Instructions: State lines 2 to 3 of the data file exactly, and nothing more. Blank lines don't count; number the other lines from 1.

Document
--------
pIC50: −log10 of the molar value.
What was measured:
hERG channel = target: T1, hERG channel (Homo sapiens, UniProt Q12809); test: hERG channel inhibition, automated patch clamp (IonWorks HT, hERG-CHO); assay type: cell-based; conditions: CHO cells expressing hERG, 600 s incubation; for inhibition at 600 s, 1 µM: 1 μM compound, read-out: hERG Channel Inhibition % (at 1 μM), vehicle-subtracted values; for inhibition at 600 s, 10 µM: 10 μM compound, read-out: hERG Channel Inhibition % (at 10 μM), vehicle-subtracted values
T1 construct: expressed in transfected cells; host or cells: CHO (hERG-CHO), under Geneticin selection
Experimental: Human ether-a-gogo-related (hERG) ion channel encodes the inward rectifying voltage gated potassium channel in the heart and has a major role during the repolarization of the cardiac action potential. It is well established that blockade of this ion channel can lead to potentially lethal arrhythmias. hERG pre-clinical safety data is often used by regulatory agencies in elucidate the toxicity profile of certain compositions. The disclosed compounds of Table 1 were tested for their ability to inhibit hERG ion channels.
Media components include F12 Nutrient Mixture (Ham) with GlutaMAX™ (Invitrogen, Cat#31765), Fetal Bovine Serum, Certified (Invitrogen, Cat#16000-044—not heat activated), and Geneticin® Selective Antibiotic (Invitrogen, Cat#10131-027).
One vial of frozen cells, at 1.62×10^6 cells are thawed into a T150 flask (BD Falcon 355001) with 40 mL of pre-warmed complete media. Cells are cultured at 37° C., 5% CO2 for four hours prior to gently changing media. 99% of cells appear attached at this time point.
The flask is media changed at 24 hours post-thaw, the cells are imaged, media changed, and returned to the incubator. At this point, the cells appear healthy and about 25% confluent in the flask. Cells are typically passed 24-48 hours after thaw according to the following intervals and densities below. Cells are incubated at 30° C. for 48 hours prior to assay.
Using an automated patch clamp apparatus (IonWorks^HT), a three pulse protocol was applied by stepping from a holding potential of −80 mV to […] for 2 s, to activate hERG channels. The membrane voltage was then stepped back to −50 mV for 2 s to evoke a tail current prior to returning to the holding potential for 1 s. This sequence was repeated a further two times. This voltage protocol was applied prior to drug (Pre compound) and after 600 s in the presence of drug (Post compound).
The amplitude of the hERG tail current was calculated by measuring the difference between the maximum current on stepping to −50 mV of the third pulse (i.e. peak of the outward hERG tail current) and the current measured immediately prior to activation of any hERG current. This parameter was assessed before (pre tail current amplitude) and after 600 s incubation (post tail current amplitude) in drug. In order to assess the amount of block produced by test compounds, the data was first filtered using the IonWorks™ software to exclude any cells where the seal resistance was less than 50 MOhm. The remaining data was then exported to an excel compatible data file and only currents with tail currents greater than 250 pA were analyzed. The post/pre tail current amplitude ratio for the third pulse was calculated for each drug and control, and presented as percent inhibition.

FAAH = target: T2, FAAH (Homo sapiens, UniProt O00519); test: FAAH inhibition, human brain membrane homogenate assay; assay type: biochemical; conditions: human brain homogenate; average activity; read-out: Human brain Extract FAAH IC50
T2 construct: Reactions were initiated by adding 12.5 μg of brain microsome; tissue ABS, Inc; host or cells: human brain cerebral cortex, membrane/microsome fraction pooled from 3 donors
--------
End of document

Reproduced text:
What was measured:
hERG channel = target: T1, hERG channel (Homo sapiens, UniProt Q12809); test: hERG channel inhibition, automated patch clamp (IonWorks HT, hERG-CHO); assay type: cell-based; conditions: CHO cells expressing hERG, 600 s incubation; for inhibition at 600 s, 1 µM: 1 μM compound, read-out: hERG Channel Inhibition % (at 1 μM), vehicle-subtracted values; for inhibition at 600 s, 10 µM: 10 μM compound, read-out: hERG Channel Inhibition % (at 10 μM), vehicle-subtracted values